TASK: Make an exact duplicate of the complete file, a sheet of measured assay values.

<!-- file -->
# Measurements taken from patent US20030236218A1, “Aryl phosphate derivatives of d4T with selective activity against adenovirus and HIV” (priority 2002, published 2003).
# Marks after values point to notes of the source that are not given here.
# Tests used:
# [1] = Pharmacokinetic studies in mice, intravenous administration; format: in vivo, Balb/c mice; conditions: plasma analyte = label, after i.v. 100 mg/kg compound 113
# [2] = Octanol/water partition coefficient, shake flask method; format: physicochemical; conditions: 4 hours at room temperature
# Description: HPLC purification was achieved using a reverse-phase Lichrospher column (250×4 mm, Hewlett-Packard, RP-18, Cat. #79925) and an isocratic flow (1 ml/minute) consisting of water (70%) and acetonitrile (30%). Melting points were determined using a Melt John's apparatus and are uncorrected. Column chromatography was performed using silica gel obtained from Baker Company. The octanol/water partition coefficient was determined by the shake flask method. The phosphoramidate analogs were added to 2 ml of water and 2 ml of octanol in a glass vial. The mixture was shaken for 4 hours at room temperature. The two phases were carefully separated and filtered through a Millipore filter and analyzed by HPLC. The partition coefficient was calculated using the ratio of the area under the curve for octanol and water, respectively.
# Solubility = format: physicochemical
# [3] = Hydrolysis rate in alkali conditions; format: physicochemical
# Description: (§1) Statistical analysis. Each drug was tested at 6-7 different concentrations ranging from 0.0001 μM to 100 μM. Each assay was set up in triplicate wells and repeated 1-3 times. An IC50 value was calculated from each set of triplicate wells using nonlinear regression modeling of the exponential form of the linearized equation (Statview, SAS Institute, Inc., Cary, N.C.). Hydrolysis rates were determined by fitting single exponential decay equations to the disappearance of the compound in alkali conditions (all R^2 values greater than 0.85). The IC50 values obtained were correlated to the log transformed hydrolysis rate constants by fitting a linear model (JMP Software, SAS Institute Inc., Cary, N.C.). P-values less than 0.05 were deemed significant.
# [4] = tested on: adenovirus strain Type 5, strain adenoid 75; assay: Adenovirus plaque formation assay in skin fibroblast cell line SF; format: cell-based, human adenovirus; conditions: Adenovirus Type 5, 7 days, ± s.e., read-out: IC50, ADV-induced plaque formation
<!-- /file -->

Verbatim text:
# Measurements taken from patent US20030236218A1, “Aryl phosphate derivatives of d4T with selective activity against adenovirus and HIV” (priority 2002, published 2003).
# Marks after values point to notes of the source that are not given here.
# Tests used:
# [1] = Pharmacokinetic studies in mice, intravenous administration; format: in vivo, Balb/c mice; conditions: plasma analyte = label, after i.v. 100 mg/kg compound 113
# [2] = Octanol/water partition coefficient, shake flask method; format: physicochemical; conditions: 4 hours at room temperature
# Description: HPLC purification was achieved using a reverse-phase Lichrospher column (250×4 mm, Hewlett-Packard, RP-18, Cat. #79925) and an isocratic flow (1 ml/minute) consisting of water (70%) and acetonitrile (30%). Melting points were determined using a Melt John's apparatus and are uncorrected. Column chromatography was performed using silica gel obtained from Baker Company. The octanol/water partition coefficient was determined by the shake flask method. The phosphoramidate analogs were added to 2 ml of water and 2 ml of octanol in a glass vial. The mixture was shaken for 4 hours at room temperature. The two phases were carefully separated and filtered through a Millipore filter and analyzed by HPLC. The partition coefficient was calculated using the ratio of the area under the curve for octanol and water, respectively.
# Solubility = format: physicochemical
# [3] = Hydrolysis rate in alkali conditions; format: physicochemical
# Description: (§1) Statistical analysis. Each drug was tested at 6-7 different concentrations ranging from 0.0001 μM to 100 μM. Each assay was set up in triplicate wells and repeated 1-3 times. An IC50 value was calculated from each set of triplicate wells using nonlinear regression modeling of the exponential form of the linearized equation (Statview, SAS Institute, Inc., Cary, N.C.). Hydrolysis rates were determined by fitting single exponential decay equations to the disappearance of the compound in alkali conditions (all R^2 values greater than 0.85). The IC50 values obtained were correlated to the log transformed hydrolysis rate constants by fitting a linear model (JMP Software, SAS Institute Inc., Cary, N.C.). P-values less than 0.05 were deemed significant.
# [4] = tested on: adenovirus strain Type 5, strain adenoid 75; assay: Adenovirus plaque formation assay in skin fibroblast cell line SF; format: cell-based, human adenovirus; conditions: Adenovirus Type 5, 7 days, ± s.e., read-out: IC50, ADV-induced plaque formation